Friday, 4 June 2010

Ramble ramble ramble

I'm sure you've all got this before; "ya I stutter sometimes as well." Stuttering because you're nervous, or in a rush, is not the same as permanently stuttering. Just because you have experienced the physical sensation of a stutter does not mean you understand how we feel. You do not realize how much it is on our minds, how we choose to say or not to say things, how we avoid situations because of it, how depressing it can be on our bad days, how humiliating it is at times, but most of all how frustrating it is.

I realize you are trying to make us feel better but really you just annoy us [me]. I also hate how that statement gives the impression that it's "ok" to have a stutter. It gives the impression that that specific person will still treat you as a human. As if we should be somehow grateful for treating us like a normal human being. I have heard that sentence so many times in my youth and every time it has just annoyed me.

Another one I get quite often is; "I used to stutter as well." Now this one is a little different... I tend to ignore the comment most of the time. I generally feel that if they really used to have one they managed to control it before they turned around five or so, and thus can't relate to how I feel. However, today I spoke to a girl who had one until she was sixteen and managed to control it. It was interesting... I wanted to ask her like 3000 questions about how her life has changed but chose not to... One thing I did pick up on was that she was very surprised when I told her that I had done various therapies in the past and they hadn't helped.

That was my ramble of the day. Thank you for reading :)

Tuesday, 18 May 2010

A late-night update

I got a new part-time job. I now work at my local cinema. My responsibilities are heavily focused on customer-interaction; selling food, directing guests to their screens, seating some guests, and cleaning up after people. It has been a pretty insightful experience. After all, this is my first job where my main duty was serving customers (I did very little of this at McDonald's). I would be talking for hours on end to customers.

Firstly, the interview process was interesting. The one-on-one interview went fine until I brought up my stutter and then I couldn't stop stuttering. The group interview went great. Ya... I can't really explain it. Either way, I was surprised that I got the job. Why would a cinema that prides itself on great customer service employ someone who can't communicate effectively? Thus, I feel sort of indebted to them. I feel as if I owe them for taking a "risk". I guess that says something about the respect I have for my stutter.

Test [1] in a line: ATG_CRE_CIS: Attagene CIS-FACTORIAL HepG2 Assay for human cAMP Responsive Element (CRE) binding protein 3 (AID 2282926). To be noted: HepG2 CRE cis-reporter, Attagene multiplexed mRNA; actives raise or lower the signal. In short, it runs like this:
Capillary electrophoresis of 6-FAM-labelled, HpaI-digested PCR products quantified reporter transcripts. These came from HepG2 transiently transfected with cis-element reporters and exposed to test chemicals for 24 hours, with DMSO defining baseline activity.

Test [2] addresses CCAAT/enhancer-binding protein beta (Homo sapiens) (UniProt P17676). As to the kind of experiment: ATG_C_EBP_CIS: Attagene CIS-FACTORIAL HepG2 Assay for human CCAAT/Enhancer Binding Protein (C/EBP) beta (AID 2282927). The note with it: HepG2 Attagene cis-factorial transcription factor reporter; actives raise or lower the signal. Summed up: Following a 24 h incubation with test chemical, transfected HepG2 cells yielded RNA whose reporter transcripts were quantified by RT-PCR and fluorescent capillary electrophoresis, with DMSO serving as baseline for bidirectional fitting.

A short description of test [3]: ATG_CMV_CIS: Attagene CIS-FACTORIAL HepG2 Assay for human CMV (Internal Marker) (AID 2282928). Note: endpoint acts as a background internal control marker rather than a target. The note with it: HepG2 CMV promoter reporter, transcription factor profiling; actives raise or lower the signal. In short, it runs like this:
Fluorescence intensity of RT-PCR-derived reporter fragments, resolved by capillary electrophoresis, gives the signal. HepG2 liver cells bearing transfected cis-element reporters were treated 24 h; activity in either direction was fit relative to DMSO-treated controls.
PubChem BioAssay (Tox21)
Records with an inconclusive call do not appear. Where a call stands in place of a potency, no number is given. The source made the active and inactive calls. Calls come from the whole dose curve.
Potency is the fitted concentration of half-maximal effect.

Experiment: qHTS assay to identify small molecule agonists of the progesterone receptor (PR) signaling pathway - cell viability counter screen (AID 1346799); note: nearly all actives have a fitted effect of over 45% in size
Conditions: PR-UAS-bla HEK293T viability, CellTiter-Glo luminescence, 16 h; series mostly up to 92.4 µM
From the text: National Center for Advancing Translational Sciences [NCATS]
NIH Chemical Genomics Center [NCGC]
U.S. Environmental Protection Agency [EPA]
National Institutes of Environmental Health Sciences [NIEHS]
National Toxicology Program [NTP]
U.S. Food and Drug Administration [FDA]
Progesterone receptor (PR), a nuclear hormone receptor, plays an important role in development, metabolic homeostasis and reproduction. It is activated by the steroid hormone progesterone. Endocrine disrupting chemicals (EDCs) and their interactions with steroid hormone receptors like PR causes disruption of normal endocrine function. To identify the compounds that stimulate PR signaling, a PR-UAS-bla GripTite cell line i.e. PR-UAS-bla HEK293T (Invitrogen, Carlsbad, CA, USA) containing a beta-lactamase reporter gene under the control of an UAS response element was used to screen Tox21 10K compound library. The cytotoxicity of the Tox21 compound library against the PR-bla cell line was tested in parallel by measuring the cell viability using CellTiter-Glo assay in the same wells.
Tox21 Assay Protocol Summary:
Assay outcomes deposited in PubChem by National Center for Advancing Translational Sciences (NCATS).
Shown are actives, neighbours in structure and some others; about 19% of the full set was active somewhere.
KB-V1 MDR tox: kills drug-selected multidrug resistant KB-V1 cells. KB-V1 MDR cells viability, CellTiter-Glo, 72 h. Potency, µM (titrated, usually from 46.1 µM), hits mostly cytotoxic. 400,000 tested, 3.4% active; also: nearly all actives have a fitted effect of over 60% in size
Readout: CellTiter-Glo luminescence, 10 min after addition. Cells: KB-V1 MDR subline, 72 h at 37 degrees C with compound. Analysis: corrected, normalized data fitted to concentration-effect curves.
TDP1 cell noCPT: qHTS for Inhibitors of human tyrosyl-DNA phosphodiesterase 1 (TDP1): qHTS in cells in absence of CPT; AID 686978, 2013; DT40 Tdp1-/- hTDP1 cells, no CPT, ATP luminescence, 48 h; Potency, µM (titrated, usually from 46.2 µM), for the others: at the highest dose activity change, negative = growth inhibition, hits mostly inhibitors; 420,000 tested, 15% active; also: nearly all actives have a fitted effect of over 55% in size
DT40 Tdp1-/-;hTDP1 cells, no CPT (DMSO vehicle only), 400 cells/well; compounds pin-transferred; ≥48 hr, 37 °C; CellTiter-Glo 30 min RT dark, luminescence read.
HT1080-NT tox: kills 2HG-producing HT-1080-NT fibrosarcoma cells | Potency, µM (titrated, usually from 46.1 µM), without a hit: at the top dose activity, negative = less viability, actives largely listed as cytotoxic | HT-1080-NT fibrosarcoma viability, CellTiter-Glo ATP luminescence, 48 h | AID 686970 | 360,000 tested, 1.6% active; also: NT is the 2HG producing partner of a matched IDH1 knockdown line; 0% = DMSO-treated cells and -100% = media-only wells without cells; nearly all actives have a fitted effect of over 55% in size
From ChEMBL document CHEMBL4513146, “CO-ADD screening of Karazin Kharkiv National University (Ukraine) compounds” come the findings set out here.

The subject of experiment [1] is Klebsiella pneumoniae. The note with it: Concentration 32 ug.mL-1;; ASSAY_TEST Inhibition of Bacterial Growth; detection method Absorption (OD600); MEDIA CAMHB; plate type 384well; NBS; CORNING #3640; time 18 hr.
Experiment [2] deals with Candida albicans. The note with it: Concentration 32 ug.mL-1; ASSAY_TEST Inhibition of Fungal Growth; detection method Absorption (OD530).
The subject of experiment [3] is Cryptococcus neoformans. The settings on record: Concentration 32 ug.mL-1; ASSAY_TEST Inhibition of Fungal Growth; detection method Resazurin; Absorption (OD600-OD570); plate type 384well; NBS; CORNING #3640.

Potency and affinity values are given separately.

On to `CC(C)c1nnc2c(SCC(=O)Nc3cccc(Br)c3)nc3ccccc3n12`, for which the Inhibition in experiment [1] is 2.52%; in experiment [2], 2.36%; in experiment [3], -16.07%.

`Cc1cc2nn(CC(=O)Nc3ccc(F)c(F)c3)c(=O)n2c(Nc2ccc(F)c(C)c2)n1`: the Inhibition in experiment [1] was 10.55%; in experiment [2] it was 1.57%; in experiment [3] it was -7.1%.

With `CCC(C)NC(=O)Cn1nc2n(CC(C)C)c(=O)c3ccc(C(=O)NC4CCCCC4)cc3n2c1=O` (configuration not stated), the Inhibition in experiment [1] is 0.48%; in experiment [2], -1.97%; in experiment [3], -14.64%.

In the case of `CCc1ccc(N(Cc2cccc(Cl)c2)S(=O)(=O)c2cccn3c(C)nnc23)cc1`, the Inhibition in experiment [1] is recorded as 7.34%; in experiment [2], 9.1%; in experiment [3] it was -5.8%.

Anyhow, I've been in the job for two months or so. An outsider would probably compliment on how well I have managed my stutter. I rarely get blocks and manage to interact with the customers like everybody else, yet I find time to critique myself. I feel disappointed every time I can't get a word out, every time I say something different to avoid the stutter, every time I see that the customer is a little confused as I babble on. So whilst I may talk for 6 hours without a significant block, I get angry with myself if I get a small short block.

That said, it doesn't really affect my ability to perform the job. I can communicate on the radio, albeit at times a bit poorly, I can interact with the customers and so forth. However, I know I could do better. I feel that my stutter is my limiting component to perfection that so many of us strive towards. How can I be a better employee if I can't overcome this stutter? And I do want to be a better employee.

I have often spoken in the past how I felt that the best course of action was to accept that I stutter and just progress, however, at times that feels like accepting defeat. I don't like to lose without a fight.

Does my personality define my stutter or does my stutter define my personality?

Sunday, 7 March 2010

Is it a disability?

I keep asking myself if stuttering is a disability. I'm sure some people see it as one, but I'm not sure. I always have trouble answering the disability question when I apply for something somewhere. Am I truly disabled because of my stutter? Am I unable to carry out day-to-day activities?

I personally do not think it is a disability in the true sense. I can still talk on the telephone, I can still speak in front of large audiences, I can still do presentations. I realize this may seem as if it doesn't apply to all people who stutter, but it does. You all can do it. The only difference is the length of time it takes for you to do it.

The way I see it is that stuttering is kind of like if you had a limp. The limp does not prevent you from going to the store across the street, nor does it stop you from participating in a marathon. It just prevents you from doing those things as easily as people who have no limp. OK, maybe not the best analogy but you get what I'm saying.